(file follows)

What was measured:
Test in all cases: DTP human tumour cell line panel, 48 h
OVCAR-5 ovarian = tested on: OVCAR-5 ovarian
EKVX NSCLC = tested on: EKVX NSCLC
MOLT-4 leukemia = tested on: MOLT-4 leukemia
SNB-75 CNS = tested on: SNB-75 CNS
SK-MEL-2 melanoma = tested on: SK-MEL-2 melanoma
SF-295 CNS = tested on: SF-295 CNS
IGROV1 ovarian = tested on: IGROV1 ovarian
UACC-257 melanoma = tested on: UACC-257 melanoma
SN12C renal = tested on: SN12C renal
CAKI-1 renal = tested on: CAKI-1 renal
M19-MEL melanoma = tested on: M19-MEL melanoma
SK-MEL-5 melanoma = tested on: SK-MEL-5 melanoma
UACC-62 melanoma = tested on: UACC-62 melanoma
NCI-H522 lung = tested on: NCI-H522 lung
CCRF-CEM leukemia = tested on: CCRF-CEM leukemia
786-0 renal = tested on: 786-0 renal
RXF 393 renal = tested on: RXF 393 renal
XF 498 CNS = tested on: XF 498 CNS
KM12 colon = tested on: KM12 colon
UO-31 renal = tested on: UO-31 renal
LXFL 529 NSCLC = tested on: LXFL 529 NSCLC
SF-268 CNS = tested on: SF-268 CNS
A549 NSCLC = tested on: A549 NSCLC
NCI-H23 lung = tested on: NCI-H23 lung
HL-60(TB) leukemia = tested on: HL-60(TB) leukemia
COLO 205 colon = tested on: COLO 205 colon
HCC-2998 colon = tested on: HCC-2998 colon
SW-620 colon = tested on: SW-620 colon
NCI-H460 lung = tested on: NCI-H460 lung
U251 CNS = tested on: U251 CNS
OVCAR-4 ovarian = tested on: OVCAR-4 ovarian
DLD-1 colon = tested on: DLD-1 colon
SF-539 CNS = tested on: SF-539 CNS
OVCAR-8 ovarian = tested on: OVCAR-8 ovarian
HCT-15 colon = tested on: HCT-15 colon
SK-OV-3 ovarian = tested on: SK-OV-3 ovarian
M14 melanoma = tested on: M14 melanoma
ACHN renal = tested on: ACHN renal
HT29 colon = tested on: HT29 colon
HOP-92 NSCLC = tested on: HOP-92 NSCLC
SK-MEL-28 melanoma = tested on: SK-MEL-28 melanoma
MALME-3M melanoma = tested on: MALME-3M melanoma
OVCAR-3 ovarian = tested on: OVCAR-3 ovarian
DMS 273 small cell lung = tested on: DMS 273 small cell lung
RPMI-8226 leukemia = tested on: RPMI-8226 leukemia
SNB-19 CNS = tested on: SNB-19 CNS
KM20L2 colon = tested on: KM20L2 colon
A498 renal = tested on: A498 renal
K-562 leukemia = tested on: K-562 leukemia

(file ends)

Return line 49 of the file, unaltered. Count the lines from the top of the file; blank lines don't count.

KM20L2 colon = tested on: KM20L2 colon